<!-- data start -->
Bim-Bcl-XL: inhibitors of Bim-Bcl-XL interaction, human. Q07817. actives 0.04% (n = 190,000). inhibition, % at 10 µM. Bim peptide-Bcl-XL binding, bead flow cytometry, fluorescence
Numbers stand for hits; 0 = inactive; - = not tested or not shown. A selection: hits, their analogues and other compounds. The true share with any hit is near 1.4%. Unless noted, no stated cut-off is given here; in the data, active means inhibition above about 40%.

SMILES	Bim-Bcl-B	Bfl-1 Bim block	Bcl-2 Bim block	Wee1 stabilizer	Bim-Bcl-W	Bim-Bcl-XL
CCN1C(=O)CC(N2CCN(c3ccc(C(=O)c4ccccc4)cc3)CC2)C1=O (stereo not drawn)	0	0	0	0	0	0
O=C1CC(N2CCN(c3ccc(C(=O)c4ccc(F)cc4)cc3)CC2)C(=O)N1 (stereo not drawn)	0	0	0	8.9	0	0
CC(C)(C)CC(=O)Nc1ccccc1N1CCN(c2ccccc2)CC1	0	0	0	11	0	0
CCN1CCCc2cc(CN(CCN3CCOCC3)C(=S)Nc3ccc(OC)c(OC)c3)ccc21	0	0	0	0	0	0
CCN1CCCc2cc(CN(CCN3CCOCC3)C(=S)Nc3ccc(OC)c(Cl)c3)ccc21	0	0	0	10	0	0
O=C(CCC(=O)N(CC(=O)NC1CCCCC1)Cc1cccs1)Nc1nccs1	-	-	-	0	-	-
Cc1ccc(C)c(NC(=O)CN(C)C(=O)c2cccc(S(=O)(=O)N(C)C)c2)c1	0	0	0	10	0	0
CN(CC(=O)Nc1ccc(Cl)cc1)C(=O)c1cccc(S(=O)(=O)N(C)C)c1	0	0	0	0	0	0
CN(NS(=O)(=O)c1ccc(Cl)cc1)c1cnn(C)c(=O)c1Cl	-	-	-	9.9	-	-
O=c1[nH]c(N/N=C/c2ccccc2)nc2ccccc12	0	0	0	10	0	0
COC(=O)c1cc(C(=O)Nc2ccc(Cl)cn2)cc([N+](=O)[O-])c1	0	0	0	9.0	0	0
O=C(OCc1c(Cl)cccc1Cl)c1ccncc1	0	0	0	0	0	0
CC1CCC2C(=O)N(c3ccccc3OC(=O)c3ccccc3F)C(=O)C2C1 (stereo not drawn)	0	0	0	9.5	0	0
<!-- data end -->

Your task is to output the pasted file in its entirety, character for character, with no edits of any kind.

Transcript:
Bim-Bcl-XL: inhibitors of Bim-Bcl-XL interaction, human. Q07817. actives 0.04% (n = 190,000). inhibition, % at 10 µM. Bim peptide-Bcl-XL binding, bead flow cytometry, fluorescence
Numbers stand for hits; 0 = inactive; - = not tested or not shown. A selection: hits, their analogues and other compounds. The true share with any hit is near 1.4%. Unless noted, no stated cut-off is given here; in the data, active means inhibition above about 40%.

SMILES	Bim-Bcl-B	Bfl-1 Bim block	Bcl-2 Bim block	Wee1 stabilizer	Bim-Bcl-W	Bim-Bcl-XL
CCN1C(=O)CC(N2CCN(c3ccc(C(=O)c4ccccc4)cc3)CC2)C1=O (stereo not drawn)	0	0	0	0	0	0
O=C1CC(N2CCN(c3ccc(C(=O)c4ccc(F)cc4)cc3)CC2)C(=O)N1 (stereo not drawn)	0	0	0	8.9	0	0
CC(C)(C)CC(=O)Nc1ccccc1N1CCN(c2ccccc2)CC1	0	0	0	11	0	0
CCN1CCCc2cc(CN(CCN3CCOCC3)C(=S)Nc3ccc(OC)c(OC)c3)ccc21	0	0	0	0	0	0
CCN1CCCc2cc(CN(CCN3CCOCC3)C(=S)Nc3ccc(OC)c(Cl)c3)ccc21	0	0	0	10	0	0
O=C(CCC(=O)N(CC(=O)NC1CCCCC1)Cc1cccs1)Nc1nccs1	-	-	-	0	-	-
Cc1ccc(C)c(NC(=O)CN(C)C(=O)c2cccc(S(=O)(=O)N(C)C)c2)c1	0	0	0	10	0	0
CN(CC(=O)Nc1ccc(Cl)cc1)C(=O)c1cccc(S(=O)(=O)N(C)C)c1	0	0	0	0	0	0
CN(NS(=O)(=O)c1ccc(Cl)cc1)c1cnn(C)c(=O)c1Cl	-	-	-	9.9	-	-
O=c1[nH]c(N/N=C/c2ccccc2)nc2ccccc12	0	0	0	10	0	0
COC(=O)c1cc(C(=O)Nc2ccc(Cl)cn2)cc([N+](=O)[O-])c1	0	0	0	9.0	0	0
O=C(OCc1c(Cl)cccc1Cl)c1ccncc1	0	0	0	0	0	0
CC1CCC2C(=O)N(c3ccccc3OC(=O)c3ccccc3F)C(=O)C2C1 (stereo not drawn)	0	0	0	9.5	0	0